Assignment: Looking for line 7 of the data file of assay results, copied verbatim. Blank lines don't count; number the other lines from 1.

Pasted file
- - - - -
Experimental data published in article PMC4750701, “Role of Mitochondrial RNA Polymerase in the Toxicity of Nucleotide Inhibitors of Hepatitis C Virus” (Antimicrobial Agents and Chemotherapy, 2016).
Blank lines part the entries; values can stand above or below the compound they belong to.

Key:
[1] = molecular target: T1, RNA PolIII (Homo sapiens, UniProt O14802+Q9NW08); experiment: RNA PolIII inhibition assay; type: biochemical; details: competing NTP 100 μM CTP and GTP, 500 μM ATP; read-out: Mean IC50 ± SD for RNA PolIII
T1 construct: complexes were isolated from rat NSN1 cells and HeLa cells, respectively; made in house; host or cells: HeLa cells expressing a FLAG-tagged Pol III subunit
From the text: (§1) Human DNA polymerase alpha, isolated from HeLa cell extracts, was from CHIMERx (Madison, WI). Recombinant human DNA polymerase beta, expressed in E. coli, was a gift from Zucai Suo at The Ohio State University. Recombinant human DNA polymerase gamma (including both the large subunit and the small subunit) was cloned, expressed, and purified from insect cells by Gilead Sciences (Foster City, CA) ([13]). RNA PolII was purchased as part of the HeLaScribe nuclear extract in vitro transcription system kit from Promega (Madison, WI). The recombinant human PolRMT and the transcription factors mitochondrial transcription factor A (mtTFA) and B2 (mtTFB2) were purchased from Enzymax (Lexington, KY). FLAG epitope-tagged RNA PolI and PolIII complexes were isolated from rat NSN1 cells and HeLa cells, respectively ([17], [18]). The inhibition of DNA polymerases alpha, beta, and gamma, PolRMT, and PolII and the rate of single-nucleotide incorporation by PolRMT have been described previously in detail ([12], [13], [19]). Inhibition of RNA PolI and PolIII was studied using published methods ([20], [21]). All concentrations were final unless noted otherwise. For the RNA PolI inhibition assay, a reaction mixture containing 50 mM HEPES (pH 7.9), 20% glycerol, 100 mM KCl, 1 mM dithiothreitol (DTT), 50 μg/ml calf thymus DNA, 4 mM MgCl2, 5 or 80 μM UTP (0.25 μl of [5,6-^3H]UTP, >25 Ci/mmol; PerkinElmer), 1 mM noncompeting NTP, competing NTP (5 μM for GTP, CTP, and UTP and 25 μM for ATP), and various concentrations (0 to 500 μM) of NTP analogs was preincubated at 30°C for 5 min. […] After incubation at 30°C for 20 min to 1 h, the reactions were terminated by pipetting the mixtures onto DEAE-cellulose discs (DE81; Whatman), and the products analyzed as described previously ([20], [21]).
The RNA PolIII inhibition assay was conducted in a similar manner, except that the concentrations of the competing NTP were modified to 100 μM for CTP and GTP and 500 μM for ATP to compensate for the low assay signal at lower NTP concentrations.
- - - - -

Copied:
The RNA PolIII inhibition assay was conducted in a similar manner, except that the concentrations of the competing NTP were modified to 100 μM for CTP and GTP and 500 μM for ATP to compensate for the low assay signal at lower NTP concentrations.